State-controlled reinsurer GIC Re has posted after-tax profits of INR18,092.2 million (US$276.3 million) for the half year ended 30 September 2017, 89.3% higher than the INR9,558.1 million figure for the corresponding period last year.
In a statement, the company says that gross direct premium income increased by 51.4% from INR161.2 billion in the six months to 30 September 2016 to INR244.0 billion for the half year to September 2017. Agriculture was the fastest growing class of business with premium soaring by 96.2 % to INR110.9 billion for the half year ended 30 September 2017.
The reinsurer, which was listed on the stock exchanges last month, posted underwriting profit of INR917.5 million for the half year to 30 September 2017, a turnaround from an underwriting loss of INR4,737 million for the corresponding period last year. The combined ratio was 99.4% for the half year ended 30 September 2017 as compared to 99.1% for the half year ended 30 September 2016. However, in comparison with the year ended 31 March 2017, the combined ratio showed an improving trend.
Investment Income increased by 25.3% to INR24,2 billion for the half year ended 30 September 2017 as compared to INR19.3 billion for the corresponding half last year.
Ms Alice G Vaidyan, Chairman and Managing Director of GIC Re, said that Pradhan Mantri Fasal Bima Yojana, the government-backed agriculture insurance scheme, had been a key driver of premium growth. She added that agriculture insurance does present exposure accumulation potential and thus insurers in India have sought to reinsure more with market retention dropping to about 70%. This has benefited GIC Re in terms of expanding the reinsurance market and diversifying the agriculture risk book pan-India. In addition, the company has been entrusted with the added responsibility of a being nominated as Technical Support Unit for agriculture insurance by the Indian government-- this will act as a repository of historical data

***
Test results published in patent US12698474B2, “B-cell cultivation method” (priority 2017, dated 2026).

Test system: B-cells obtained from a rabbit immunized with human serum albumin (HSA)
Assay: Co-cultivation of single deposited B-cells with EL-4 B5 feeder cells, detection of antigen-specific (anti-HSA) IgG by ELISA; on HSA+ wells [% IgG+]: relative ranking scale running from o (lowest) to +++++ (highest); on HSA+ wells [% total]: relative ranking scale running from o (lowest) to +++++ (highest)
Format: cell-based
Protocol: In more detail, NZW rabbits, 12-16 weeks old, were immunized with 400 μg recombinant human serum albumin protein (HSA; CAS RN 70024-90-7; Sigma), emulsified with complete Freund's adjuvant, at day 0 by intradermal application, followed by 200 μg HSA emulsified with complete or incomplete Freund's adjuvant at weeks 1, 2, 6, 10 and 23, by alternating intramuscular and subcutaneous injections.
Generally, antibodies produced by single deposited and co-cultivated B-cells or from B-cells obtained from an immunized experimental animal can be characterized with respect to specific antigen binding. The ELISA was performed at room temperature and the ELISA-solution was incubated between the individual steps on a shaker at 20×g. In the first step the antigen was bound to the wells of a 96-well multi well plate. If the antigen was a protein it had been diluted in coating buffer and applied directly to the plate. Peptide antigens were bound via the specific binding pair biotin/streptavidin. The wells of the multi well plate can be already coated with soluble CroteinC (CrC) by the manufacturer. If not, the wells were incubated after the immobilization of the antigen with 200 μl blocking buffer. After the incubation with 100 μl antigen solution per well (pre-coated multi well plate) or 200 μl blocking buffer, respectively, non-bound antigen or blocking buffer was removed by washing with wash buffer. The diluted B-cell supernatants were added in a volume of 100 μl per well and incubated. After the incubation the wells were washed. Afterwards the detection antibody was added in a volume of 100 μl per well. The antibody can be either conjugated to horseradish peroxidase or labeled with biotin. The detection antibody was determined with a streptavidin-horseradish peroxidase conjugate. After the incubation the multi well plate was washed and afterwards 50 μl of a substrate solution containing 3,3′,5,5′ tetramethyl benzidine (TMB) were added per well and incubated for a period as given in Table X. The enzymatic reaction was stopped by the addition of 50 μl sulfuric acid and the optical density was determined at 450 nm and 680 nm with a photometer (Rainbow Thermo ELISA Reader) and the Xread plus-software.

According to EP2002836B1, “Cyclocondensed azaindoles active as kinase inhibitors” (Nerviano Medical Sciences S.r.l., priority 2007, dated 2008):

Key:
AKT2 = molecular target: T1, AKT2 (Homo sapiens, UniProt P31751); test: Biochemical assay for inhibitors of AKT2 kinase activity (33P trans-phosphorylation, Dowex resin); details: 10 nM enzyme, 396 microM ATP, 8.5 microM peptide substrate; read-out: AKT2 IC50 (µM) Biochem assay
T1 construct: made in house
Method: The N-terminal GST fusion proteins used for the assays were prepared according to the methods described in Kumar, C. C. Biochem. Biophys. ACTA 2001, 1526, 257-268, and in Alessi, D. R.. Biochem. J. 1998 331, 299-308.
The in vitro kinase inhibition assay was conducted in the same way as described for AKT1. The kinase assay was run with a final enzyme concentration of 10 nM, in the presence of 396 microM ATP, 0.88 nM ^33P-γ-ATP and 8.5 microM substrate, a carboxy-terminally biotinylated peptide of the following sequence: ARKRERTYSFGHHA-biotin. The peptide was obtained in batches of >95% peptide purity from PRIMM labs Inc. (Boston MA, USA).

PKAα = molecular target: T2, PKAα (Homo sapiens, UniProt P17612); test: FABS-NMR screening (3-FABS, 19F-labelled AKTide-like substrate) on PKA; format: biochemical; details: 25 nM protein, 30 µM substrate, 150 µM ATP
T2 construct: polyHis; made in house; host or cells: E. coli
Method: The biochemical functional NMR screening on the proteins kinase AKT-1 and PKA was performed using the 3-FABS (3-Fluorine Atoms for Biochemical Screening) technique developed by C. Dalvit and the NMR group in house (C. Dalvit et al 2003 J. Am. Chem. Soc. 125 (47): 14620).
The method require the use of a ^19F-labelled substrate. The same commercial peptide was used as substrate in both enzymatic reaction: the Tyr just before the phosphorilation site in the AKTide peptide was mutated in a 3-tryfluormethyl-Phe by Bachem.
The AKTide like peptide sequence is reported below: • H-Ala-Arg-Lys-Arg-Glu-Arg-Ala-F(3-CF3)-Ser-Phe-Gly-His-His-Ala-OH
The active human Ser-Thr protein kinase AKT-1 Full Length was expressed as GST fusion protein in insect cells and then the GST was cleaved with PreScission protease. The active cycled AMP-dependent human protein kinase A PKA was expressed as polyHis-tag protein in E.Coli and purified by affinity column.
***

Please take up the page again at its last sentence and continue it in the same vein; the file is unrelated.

The obligatory cession on the non-life insurance business continues to be stipulated at 5% by the insurance regulator. Order of preference continues to be in force, underlining the pivotal position of GIC Re in the Indian insurance industry. However, the obligatory share in the insurer's domestic book and thus also its overall risk book is consistently decreasing. This has a positive side in terms of the company's ability to provide support to the market on its terms rather than “one size fits all” terms stipulated by the regulator encompassing all the insurers irrespective of profitability.
Ms Vaidyan said: “There is consistent improvement in our operating parameters. Our combined ratio has shown a consistently improving trend during the last three years. We have achieved underwriting profitability. This is particularly important in the context of our significant business being sourced from India and the Indian market not quite showing very healthy underwriting performance. Hence, the challenge for us remains working against the market trends.”
Going forward, she said that there are expectations of some hardening of reinsurance rates next year due to the impact of the hurricanes in the US. While insurance losses are expected to be $100 billion, she said that GIC Re's exposure is very low and may account for only $15 million in the balance sheet on a net basis.
GIC Re has a 60% market share in India and expects to maintain market leadership, she said. In the six months to 30 September, GIC Re generated 78.8% of its gross premium at home and 21.2% from international business.